What’s the easiest way to make a drone fly for longer? Give it a whopping great battery, of course. That’s what the folks at Impossible Aerospace are aiming for with their forthcoming US-1 drone. Boasting a giant lithium-ion power pack that makes it, in its creator’s own words, into a “flying battery,” the US-1 can stay airborne for up to two hours at a time.
The large battery means it’s considerably heavier, at 15.7-pounds, than some of its rivals. Its $7,500 starting price tag also isn’t cheap — but that extra flight time will surely make the extra cash worth it for some.
Given that your average drone can hover for around half an hour, the four hours, 40 minute record claimed by Spanish drone manufacturer Quaternium is pretty darn impressive. The secret to its Hybrix.20 drone? As its name suggests, it’s its hybrid fuel-electric engine, which results in an impressive improvement in flight time, courtesy of an onboard combustion engine with a generator that keeps the battery charged during the flight.
“The potential of hybrid technology for drones is huge,” Alicia Fuentes, CEO of Quaternium, told Digital Trends. “At Quaternium, we believe that we will all be amazed with its evolution in the short term. The hybrid race has just started.”
Last year, Vanilla Aircraft’s VA001 36-foot wingspan, diesel-powered drone broke records for the longest unmanned internal combustion-powered flight in history — with a flight lasting five days, one hour, and 24 minutes.
The most amazing part of it? That even after carrying out its record-breaking flight, when it touched back down on solid ground at the end, it had three days’ worth of fuel remaining on board.
Just like spending a day on the beach or working outside in the summer, one of the positives of a drone spending plenty of time in the sky is that it gives it a great opportunity to soak up some rays. That’s the idea that (literally) drove Airbus’ unmanned Zephyr S winged drone to break the record for longest continuous flight in July 2018.
On its first outing, the Zephyr S stayed aloft for 25 days, 23 hours, and 57 minutes after taking off from Arizona. The UAV uses solar energy to power motors which drive twin propellers. At night, the drone gets by using power built up in its onboard batteries during daylight. The Zephyr S boasts an 82-foot wingspan, and cruises at a super high altitude of 70,000 feet.
Airbus isn’t the only maker of UAVs interested in solar-powered unmanned aircraft. Developed by cutting-edge British companies BAE Systems and Prismatic, PHASA-35 is a currently-in-development drone which aims to be able to fly for up to one year without landing.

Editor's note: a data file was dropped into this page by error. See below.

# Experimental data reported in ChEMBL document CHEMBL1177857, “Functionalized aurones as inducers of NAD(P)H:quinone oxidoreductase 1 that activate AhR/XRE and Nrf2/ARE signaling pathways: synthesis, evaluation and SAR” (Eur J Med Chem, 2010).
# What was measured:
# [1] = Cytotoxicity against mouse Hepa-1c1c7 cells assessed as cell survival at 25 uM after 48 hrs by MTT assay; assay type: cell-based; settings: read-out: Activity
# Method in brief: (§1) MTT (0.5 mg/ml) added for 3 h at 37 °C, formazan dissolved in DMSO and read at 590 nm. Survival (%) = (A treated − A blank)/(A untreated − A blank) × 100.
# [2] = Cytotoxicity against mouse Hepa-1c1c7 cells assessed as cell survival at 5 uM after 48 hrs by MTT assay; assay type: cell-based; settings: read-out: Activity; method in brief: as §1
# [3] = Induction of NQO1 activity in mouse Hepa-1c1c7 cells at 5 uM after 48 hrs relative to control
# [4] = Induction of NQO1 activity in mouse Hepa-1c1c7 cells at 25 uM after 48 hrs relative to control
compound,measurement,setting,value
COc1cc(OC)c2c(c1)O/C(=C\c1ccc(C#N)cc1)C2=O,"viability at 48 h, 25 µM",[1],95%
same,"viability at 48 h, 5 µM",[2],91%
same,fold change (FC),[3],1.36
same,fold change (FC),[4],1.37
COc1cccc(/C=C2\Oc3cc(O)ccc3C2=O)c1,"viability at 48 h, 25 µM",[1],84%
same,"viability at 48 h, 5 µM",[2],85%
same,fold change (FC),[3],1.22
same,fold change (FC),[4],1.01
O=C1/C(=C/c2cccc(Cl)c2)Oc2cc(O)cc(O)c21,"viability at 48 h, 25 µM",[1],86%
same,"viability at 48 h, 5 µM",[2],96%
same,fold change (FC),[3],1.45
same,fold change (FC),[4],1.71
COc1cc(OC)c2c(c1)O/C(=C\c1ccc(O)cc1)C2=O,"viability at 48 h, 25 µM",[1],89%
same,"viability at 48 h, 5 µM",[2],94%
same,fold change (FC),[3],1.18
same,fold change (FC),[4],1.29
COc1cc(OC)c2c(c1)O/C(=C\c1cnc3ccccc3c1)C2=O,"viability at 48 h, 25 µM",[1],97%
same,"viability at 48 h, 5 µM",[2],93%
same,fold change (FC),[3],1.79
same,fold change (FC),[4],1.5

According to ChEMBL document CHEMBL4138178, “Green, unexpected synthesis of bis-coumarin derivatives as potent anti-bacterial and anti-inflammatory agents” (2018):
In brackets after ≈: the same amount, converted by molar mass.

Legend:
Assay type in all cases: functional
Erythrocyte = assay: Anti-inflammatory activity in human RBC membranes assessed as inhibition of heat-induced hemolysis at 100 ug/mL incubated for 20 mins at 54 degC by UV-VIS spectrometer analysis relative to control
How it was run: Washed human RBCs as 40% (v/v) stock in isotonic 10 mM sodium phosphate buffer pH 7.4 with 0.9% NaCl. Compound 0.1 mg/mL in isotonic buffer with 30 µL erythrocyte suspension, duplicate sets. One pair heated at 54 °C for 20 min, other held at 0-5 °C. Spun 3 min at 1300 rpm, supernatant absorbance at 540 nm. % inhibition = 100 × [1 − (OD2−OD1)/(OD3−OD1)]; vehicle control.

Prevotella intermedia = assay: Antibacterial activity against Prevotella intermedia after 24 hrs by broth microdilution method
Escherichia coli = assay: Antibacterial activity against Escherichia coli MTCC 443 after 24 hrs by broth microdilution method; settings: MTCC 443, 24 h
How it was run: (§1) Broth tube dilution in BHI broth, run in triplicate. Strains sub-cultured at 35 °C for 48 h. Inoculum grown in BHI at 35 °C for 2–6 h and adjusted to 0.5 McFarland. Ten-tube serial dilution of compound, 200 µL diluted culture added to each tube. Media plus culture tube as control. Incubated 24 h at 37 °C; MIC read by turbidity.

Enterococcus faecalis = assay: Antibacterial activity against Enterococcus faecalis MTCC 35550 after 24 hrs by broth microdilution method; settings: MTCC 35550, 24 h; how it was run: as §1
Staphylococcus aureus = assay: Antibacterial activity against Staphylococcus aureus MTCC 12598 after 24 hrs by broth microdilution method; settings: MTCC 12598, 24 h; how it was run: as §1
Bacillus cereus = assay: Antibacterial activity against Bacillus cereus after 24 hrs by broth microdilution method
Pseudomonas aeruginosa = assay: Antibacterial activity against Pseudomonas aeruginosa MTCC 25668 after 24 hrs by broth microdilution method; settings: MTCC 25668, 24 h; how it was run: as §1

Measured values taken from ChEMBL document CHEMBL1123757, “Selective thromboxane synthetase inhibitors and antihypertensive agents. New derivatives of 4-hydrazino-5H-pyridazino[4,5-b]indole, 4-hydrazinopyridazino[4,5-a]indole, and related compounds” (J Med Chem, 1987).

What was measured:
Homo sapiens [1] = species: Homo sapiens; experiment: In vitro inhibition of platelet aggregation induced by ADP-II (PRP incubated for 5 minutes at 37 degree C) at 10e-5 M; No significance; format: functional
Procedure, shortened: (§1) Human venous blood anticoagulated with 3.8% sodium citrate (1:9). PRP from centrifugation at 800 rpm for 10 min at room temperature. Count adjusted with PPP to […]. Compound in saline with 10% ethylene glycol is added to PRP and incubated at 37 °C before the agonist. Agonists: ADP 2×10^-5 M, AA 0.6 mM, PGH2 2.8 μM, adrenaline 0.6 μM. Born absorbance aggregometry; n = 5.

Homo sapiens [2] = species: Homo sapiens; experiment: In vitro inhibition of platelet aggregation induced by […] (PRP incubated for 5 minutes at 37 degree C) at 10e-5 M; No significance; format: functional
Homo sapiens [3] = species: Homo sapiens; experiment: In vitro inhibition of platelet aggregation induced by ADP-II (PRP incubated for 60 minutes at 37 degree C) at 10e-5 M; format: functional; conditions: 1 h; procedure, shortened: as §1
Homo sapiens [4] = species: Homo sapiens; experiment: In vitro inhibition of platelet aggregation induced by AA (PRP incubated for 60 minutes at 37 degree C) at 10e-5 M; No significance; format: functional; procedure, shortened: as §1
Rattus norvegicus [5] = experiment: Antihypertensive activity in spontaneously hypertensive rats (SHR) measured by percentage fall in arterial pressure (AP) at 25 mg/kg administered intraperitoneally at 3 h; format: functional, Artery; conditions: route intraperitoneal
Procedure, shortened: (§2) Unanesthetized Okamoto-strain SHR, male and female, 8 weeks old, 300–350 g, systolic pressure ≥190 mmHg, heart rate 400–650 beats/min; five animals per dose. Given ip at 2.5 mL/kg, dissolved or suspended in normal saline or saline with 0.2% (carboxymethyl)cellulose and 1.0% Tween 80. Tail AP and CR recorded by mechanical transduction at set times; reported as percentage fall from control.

Helping it achieve this epic quest is a lightweight design and 114-foot wingspan — more than 30-feet longer than that on Airbus’ Zephyr S. That means more surface area real estate for its highly efficient solar panels. Like Zephyr, PHASA-35 will cruise at an altitude of 70,000 feet above the Earth, way above weather systems and most conventional (read: non-military) air traffic.
Some people want drones to stay in flight longer for things like drone deliveries or getting more footage when filming. The folks behind this next quadcopter have another, more important purpose: saving lives. Designed to stop drones from straying into the airspace of planes, this anti-drone drone is designed to shoot nets to down other UAVs.
Because keeping an eye on other drones is a 24/7 job, DroneCatcher stays aerial at all times by using a power cable which is connected to the ground. When a problem needs solving, the power cord automatically disconnects from the quadcopter so that it can fly freely. Once the enemy drone is downed, DroneCatcher reconnects to the power cord in order that it can keep right on hovering.
Like Dronecatcher, the U.S. Army thinks the best way to keep a drone aloft isn’t to give it a stonking great on-board battery, but rather to keep it charged from the ground. The solution they’re busy investigating is a bit more ambitious than using a solid charging cable, however.
Instead, the Army plans to use laser power to keep drones airborne indefinitelythrough a sophisticated wireless-charging technique. According to the proposal, the laser light will be directed to the drone’s onboard photovoltaic cell, where it will be converted from heat into electricity. This could reportedly be achieved from a distance of more than 1,600 feet.
Avots: digital trends